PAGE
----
By Mary Boutieller
“In ordinary life, we hardly realize that we receive a great deal more than we give, and that it is only with gratitude that life becomes rich.”—Dietrich Bonhoeffer
This year is slowly coming to an end, and it has been filled with grief and gratitude, joy and sorrow, the challenges of life lived and lessons learned and habits repeated and released. Always, these last months of the year cause me to pause and reflect on where I am and what I have learned. And even if you live in one of the warmer climates like I do, there is an innate slowing down, an inward pulling as if we should hibernate into the mind for awhile and let the body rest. If only we would tap into our primal natures and allow ourselves the sweet release of busyness—taking in nourishing foods, good company, cooler days and quiet contemplation, we could foster healing in so many ways.
This time also reminds me to find gratitude in my life. Even in the midst of pain and loss, there is always something we can be grateful for in our lives. Just try closing your eyes and think of one thing for which you are grateful. Now notice how that simple exercise makes you feel! Better yet, get out pen and paper and write down 10 things in your life that spark joy, bring contentment or make you smile. Many of us live such lives of privilege—of grace and plenty. How fortunate I am, here in this present moment, taking it all in and acknowledging it for the gift it is.
You see, that part—the acknowledgment part—is important. It’s really important because we can forget how darn lucky we are right here and right now. We can take for granted that the sun has come up once again, that the sky is so often blue, that a friend has reached out with love, that we can walk or talk or be in this world at all. We can forget to look within at all of the riches and knowledge and wisdom we’ve gained, at how the body responds to kindness, at the joy of simple pleasures and sweet nothings.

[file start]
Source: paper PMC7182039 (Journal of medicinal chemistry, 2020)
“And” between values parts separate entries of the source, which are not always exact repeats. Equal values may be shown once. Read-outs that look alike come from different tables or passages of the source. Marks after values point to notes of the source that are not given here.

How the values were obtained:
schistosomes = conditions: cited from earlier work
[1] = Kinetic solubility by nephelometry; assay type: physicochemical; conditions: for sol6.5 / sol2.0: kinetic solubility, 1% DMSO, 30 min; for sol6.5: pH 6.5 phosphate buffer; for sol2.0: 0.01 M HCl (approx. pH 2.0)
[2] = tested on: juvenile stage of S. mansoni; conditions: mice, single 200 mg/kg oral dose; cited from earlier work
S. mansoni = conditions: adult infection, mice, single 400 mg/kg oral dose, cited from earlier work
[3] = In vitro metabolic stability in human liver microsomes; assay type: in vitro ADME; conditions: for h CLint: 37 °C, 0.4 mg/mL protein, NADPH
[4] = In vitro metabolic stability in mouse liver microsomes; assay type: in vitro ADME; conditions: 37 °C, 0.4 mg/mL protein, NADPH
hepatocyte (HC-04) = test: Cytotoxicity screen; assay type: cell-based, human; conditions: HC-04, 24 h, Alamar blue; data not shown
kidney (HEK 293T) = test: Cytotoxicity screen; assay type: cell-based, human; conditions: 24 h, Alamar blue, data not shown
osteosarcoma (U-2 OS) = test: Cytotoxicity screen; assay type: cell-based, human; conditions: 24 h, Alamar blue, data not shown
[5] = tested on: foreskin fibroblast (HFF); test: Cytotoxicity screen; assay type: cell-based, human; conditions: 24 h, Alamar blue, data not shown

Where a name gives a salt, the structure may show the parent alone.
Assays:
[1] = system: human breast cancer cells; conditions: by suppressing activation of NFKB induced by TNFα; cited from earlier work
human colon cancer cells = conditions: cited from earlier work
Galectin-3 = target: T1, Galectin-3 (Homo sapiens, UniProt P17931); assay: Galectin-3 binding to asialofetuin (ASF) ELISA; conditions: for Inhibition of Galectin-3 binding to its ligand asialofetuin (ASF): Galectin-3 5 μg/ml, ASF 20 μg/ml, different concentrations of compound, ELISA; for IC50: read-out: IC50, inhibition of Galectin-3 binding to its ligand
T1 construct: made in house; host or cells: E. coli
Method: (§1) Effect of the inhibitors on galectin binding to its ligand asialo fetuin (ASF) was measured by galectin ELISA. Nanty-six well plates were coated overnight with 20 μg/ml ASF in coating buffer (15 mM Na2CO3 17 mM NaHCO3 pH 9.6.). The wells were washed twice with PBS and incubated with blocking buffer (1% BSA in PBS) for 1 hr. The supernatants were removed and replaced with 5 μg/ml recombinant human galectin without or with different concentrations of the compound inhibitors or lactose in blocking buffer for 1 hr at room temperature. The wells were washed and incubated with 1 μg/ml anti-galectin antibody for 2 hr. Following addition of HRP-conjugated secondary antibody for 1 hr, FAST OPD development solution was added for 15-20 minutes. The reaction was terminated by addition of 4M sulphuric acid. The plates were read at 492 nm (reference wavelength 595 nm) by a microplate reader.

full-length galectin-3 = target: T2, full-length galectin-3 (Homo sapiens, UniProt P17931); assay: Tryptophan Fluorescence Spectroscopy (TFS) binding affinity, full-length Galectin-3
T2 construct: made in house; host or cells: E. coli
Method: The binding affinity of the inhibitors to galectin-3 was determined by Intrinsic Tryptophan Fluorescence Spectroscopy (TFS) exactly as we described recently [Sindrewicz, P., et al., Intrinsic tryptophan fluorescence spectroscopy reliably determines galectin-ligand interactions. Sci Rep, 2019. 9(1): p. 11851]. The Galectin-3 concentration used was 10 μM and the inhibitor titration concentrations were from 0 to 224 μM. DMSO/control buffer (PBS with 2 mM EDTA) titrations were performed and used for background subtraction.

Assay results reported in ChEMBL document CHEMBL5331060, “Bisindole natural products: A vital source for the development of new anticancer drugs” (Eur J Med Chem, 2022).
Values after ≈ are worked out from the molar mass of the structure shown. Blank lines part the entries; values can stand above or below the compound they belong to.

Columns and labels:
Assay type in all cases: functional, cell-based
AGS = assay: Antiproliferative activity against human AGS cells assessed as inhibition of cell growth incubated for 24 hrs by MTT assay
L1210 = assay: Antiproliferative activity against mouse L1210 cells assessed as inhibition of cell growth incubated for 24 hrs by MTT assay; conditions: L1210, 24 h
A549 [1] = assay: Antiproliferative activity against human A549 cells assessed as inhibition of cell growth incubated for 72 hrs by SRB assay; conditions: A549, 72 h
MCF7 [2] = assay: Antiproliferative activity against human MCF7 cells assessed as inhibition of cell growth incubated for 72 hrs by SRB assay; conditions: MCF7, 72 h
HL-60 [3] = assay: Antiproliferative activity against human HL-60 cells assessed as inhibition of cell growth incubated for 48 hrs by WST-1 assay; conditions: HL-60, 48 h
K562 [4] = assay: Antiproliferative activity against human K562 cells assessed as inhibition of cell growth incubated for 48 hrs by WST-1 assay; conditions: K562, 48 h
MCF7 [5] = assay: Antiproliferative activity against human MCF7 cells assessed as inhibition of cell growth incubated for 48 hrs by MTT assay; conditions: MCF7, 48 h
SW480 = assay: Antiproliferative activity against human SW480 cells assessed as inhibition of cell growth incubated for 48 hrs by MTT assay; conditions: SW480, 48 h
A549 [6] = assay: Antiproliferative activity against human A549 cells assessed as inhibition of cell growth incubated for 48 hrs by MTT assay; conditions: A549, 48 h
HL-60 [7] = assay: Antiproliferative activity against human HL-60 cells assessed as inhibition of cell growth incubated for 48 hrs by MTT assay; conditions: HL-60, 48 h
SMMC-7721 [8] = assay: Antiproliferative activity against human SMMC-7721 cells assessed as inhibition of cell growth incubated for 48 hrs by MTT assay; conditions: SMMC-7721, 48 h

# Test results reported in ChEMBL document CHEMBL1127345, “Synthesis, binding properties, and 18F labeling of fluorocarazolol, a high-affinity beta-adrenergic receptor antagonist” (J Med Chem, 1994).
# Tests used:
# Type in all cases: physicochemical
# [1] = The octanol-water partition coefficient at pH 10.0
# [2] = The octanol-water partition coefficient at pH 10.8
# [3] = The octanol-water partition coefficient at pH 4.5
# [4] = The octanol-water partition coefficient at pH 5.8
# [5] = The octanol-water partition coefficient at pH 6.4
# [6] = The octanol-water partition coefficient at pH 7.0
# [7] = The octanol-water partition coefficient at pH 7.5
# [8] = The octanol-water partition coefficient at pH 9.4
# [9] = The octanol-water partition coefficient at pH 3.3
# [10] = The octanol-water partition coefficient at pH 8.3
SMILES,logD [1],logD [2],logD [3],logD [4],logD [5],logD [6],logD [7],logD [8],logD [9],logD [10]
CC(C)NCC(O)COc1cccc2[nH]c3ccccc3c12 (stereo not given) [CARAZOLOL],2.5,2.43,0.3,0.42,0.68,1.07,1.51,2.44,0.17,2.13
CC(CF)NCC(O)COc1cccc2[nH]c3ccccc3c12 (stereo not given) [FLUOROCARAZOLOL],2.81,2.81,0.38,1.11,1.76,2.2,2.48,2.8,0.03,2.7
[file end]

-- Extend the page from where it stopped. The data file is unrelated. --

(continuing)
Imagine waking up each morning and acknowledging our own good fortune—a bed to sleep in, a roof over our heads, breakfast or coffee or clean water. You see, there is SO much to be grateful for in our lives.
Denis Waitley said, “Happiness cannot be traveled to, owned, earned, worn or consumed. Happiness is the spiritual experience of living every minute with love, grace, and gratitude.”
Perfect I am not, and sometimes I get frustrated with the itty-bitty irritations of life. Needless to say, I don’t always live every moment in gracious repose. But more often than not, I catch myself and regain perspective. How we feel about our lives depends so much on how we view ourselves and respond to events. For example, the other day a wasp stung me. After a few expletives escaped my mouth (whoops!), I thought, “Well, at least this will give my immune system a boost!” Then I thought how funny it was that I was able to put a positive spin on this painful little event!
Yet I know that this example is a small one. Some of you are struggling with disease or loss unimaginable, and finding the silver lining can seem insurmountable. So maybe we start by taking a deep breath…and then another.
We can always come back to the breath.
Then acknowledge your own precious worthiness—your own right to grace and joy and understanding. Embrace your journey and marvel at its twists and turns instead of getting consumed by it. See the forest through the trees of life and realize that it’s not over till it’s over, remembering that the clearing is just ahead.
WE HAVE SO MUCH TO BE GRATEFUL FOR.
Robert Frost’s poem The Road Not Taken reminds me that we always have a choice—which path to take or which view we will aspire to in this one precious life we’ve been given. So we walk the path, pause, take another look, and maybe choose a road “less traveled by.”
I know that sometimes it’s all we can do just to take that deep breath; sometimes it’s a deep breath and a different choice; sometimes it’s turning up the music and doing a little dance, because nothing else really makes sense!
In this season of giving, forgiving and drawing inward, may the choices you make come easily. May you find what makes your heart truly happy. May you let go of the ancestral mantras that no longer serve your highest and best good, and may you truly acknowledge your own precious worthiness—just for being you.
Mary Boutieller is a Registered Yoga Teacher through Yoga Alliance. She has been teaching yoga since 2005. Her work experience includes 22 years as a firefighter/paramedic and 10 years as a Licensed Massage Therapist. Mary’s knowledge and experience give her a well-rounded understanding of anatomy, alignment, health and movement in the body. She is passionate about the benefits of yoga and the ability to heal at all levels through awareness, compassion, and a willingness to explore. She can be reached at: SimplyogaOm@gmail.com.